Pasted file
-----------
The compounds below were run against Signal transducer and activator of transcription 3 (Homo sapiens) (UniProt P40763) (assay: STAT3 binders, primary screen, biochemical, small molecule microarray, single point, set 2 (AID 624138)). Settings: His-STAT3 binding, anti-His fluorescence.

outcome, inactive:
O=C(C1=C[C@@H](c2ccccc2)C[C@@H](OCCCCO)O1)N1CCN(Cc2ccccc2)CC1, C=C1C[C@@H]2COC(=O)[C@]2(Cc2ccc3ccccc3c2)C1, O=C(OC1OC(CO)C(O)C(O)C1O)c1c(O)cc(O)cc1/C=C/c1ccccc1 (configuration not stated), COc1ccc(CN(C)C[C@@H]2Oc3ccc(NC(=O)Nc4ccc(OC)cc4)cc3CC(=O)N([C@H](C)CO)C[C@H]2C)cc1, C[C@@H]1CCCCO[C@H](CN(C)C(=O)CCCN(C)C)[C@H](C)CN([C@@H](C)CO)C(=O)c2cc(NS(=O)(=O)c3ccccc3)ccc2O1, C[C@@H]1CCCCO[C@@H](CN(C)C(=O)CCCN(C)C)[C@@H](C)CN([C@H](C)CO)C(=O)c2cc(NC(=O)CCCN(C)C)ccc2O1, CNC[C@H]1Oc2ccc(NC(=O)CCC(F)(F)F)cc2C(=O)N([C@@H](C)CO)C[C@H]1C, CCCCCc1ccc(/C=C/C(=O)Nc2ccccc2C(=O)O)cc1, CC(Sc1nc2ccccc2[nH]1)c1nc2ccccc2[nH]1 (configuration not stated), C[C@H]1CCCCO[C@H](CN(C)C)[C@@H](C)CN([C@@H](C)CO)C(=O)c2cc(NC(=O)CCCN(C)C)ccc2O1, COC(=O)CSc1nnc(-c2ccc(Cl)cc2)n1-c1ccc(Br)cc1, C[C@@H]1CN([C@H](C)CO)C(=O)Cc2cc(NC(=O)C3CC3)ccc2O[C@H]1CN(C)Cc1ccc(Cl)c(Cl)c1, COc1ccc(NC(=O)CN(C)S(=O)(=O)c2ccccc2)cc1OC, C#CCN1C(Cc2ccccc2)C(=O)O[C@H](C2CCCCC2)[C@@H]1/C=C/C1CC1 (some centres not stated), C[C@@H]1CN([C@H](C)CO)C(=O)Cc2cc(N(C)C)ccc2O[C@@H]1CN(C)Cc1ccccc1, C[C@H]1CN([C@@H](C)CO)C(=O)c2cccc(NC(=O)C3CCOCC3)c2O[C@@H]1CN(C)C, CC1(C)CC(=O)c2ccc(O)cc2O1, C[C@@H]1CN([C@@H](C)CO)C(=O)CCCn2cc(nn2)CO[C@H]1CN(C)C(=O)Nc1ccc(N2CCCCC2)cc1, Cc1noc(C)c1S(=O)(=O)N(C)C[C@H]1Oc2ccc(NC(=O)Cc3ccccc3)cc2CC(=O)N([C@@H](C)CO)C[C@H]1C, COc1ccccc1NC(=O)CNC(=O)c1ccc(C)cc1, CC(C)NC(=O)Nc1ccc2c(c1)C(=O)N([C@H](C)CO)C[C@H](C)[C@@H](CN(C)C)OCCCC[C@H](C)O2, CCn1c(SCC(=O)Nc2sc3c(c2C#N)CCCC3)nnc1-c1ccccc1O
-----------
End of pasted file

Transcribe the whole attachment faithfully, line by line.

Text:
The compounds below were run against Signal transducer and activator of transcription 3 (Homo sapiens) (UniProt P40763) (assay: STAT3 binders, primary screen, biochemical, small molecule microarray, single point, set 2 (AID 624138)). Settings: His-STAT3 binding, anti-His fluorescence.

outcome, inactive:
O=C(C1=C[C@@H](c2ccccc2)C[C@@H](OCCCCO)O1)N1CCN(Cc2ccccc2)CC1, C=C1C[C@@H]2COC(=O)[C@]2(Cc2ccc3ccccc3c2)C1, O=C(OC1OC(CO)C(O)C(O)C1O)c1c(O)cc(O)cc1/C=C/c1ccccc1 (configuration not stated), COc1ccc(CN(C)C[C@@H]2Oc3ccc(NC(=O)Nc4ccc(OC)cc4)cc3CC(=O)N([C@H](C)CO)C[C@H]2C)cc1, C[C@@H]1CCCCO[C@H](CN(C)C(=O)CCCN(C)C)[C@H](C)CN([C@@H](C)CO)C(=O)c2cc(NS(=O)(=O)c3ccccc3)ccc2O1, C[C@@H]1CCCCO[C@@H](CN(C)C(=O)CCCN(C)C)[C@@H](C)CN([C@H](C)CO)C(=O)c2cc(NC(=O)CCCN(C)C)ccc2O1, CNC[C@H]1Oc2ccc(NC(=O)CCC(F)(F)F)cc2C(=O)N([C@@H](C)CO)C[C@H]1C, CCCCCc1ccc(/C=C/C(=O)Nc2ccccc2C(=O)O)cc1, CC(Sc1nc2ccccc2[nH]1)c1nc2ccccc2[nH]1 (configuration not stated), C[C@H]1CCCCO[C@H](CN(C)C)[C@@H](C)CN([C@@H](C)CO)C(=O)c2cc(NC(=O)CCCN(C)C)ccc2O1, COC(=O)CSc1nnc(-c2ccc(Cl)cc2)n1-c1ccc(Br)cc1, C[C@@H]1CN([C@H](C)CO)C(=O)Cc2cc(NC(=O)C3CC3)ccc2O[C@H]1CN(C)Cc1ccc(Cl)c(Cl)c1, COc1ccc(NC(=O)CN(C)S(=O)(=O)c2ccccc2)cc1OC, C#CCN1C(Cc2ccccc2)C(=O)O[C@H](C2CCCCC2)[C@@H]1/C=C/C1CC1 (some centres not stated), C[C@@H]1CN([C@H](C)CO)C(=O)Cc2cc(N(C)C)ccc2O[C@@H]1CN(C)Cc1ccccc1, C[C@H]1CN([C@@H](C)CO)C(=O)c2cccc(NC(=O)C3CCOCC3)c2O[C@@H]1CN(C)C, CC1(C)CC(=O)c2ccc(O)cc2O1, C[C@@H]1CN([C@@H](C)CO)C(=O)CCCn2cc(nn2)CO[C@H]1CN(C)C(=O)Nc1ccc(N2CCCCC2)cc1, Cc1noc(C)c1S(=O)(=O)N(C)C[C@H]1Oc2ccc(NC(=O)Cc3ccccc3)cc2CC(=O)N([C@@H](C)CO)C[C@H]1C, COc1ccccc1NC(=O)CNC(=O)c1ccc(C)cc1, CC(C)NC(=O)Nc1ccc2c(c1)C(=O)N([C@H](C)CO)C[C@H](C)[C@@H](CN(C)C)OCCCC[C@H](C)O2, CCn1c(SCC(=O)Nc2sc3c(c2C#N)CCCC3)nnc1-c1ccccc1O